It should be noted that the fan is disposed axially of the casing at a point substantially adjacent to the downstream end of the inlet diffuser. The fan extends substantially over the entire cross sectional area of the casing so that the inlet air pressure will be boosted in the vicinity of the fuel injection means. It is within the concept of this invention to drive the fan by means other than a tip turbine, a point of primary importance being the utilization of air under pressure from the source within the helicopter fuselage.

In FIGS. 4 and 5 a modified form of the invention has been illustrated. In this form, air injection means has been substituted for the fan. It is disposed in a location similar to that of the fan 28 and constitutes a suitable manifold 37 to which air under pressure is supplied. This manifold is provided with outlets spaced substantially uniformly over the cross sectional area of the air passage in the ramjet so that fluid issuing from the jets will induce the ilow of additional air into the inlet and compress such air in a region upstream of the thrust nozzle. In this form, also, fuel injection means 38 has been provided. Suitable ignition means for initiating combustion will be supplied. The operation of this form of the invention is similar to that of the first form. Air under pressure supplied to the manifold 37 flowing from the jet nozzles induces additional air flow into the casing and the discharge of a thrust jet from the outlet nozzle to propel the engine in a forward direction. The quantity and velocity of fluid to be discharged will obviously be increased by the introduction of fuel to the air and the combustion of the mixture.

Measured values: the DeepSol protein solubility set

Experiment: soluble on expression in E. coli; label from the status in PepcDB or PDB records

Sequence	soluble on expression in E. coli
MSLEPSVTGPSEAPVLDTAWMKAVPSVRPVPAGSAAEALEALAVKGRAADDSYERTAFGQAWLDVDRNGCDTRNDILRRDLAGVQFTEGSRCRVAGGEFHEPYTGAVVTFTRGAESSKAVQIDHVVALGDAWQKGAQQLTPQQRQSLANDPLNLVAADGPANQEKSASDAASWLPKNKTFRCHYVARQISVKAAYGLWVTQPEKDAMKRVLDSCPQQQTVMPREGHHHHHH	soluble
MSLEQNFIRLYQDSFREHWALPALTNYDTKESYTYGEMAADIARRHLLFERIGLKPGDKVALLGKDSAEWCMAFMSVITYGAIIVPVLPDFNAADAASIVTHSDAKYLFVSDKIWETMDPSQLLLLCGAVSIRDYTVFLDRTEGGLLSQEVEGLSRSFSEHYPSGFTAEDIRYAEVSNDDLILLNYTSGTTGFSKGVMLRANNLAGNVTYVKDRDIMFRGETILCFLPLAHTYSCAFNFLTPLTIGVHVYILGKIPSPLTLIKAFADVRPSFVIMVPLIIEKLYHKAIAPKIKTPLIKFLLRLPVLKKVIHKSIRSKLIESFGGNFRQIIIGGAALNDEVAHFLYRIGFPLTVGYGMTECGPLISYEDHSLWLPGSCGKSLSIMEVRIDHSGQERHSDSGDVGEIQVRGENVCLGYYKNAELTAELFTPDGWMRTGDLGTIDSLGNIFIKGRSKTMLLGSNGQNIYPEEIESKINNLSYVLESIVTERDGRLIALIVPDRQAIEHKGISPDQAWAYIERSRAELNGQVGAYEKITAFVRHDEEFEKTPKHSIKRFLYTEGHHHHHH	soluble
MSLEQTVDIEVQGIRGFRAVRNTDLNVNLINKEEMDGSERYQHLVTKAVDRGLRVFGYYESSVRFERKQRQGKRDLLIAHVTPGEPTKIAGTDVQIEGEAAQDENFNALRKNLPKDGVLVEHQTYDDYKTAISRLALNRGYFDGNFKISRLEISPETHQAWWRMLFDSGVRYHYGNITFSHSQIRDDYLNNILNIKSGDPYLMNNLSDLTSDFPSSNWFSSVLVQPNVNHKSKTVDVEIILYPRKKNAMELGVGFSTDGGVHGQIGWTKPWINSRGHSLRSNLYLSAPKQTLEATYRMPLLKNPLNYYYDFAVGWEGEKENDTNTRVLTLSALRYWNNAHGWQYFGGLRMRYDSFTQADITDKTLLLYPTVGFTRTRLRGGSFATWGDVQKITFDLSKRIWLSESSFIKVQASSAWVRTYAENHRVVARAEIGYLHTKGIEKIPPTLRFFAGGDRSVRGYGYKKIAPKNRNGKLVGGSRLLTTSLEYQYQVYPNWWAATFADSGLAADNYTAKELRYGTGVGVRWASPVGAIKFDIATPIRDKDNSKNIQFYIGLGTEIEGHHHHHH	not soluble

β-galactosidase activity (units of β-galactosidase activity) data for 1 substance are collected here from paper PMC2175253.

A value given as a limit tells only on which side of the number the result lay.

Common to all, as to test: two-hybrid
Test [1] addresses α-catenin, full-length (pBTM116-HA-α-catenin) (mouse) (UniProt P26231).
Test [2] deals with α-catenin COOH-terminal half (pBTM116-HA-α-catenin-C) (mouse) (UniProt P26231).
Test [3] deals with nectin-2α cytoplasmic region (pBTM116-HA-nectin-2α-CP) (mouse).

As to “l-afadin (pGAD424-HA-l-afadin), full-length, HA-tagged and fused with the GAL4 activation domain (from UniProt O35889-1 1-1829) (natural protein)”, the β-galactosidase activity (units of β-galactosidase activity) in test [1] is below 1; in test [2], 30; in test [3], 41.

The proposed apparatus would compare with prior rotor tip propulsion schemes and have the advantage of the same thrust as follows:

(1) Lower nacelle drag than the pure ramjet.

(2) Lower specific fuel consumption than the pure ramjet.

(3) Reduced bleed air consumption as compared with the simple pressure jet.

(4) Self-starting in that the rotor blade could be spun up to operating speed by the primary bleed air alone.

(5) Lower noise than the simple jet since the fluid shear velocities in the exhaust stream are lower for the augmented ramjet.

For purposes of comparison of the relative advantages of this invention in helicopter rotor blade tip propulsion,

Simple Injector Simple pressure augmented ramjet jet ramjet Bleed flow, No./see 0 2. 14 555 Fuel, flow, No./l1r 826 0 412 Nozzle area, in.2 64. 9 75 23. 9

It is seen that the augmented ramjet, in this case, has roughly one-quarter the bleed air requirement of the simple pressure jet and nearly one-third the size (exhaust area) of the simple ramjet with one-half the fuel flow. A similar comparison exists when the augmentation means is the top turbine driven fan previously described.

We claim:

1. An augmented ramjet engine, comprising:

(a) means forming a substantially ovoid outer body with an open inlet end, inner wall means shaped to form a subsonic diffuser extending rearwardly from the inlet end and terminating in a converging thrust nozzle at the outlet end, intermediate Wall means between the inner wall means and outer body Shaped to form a manifold and an annular passage leading rearwardly therefrom to exhaust openings formed in the inner wall immediately upstream of the thrust nozzle at the outlet end;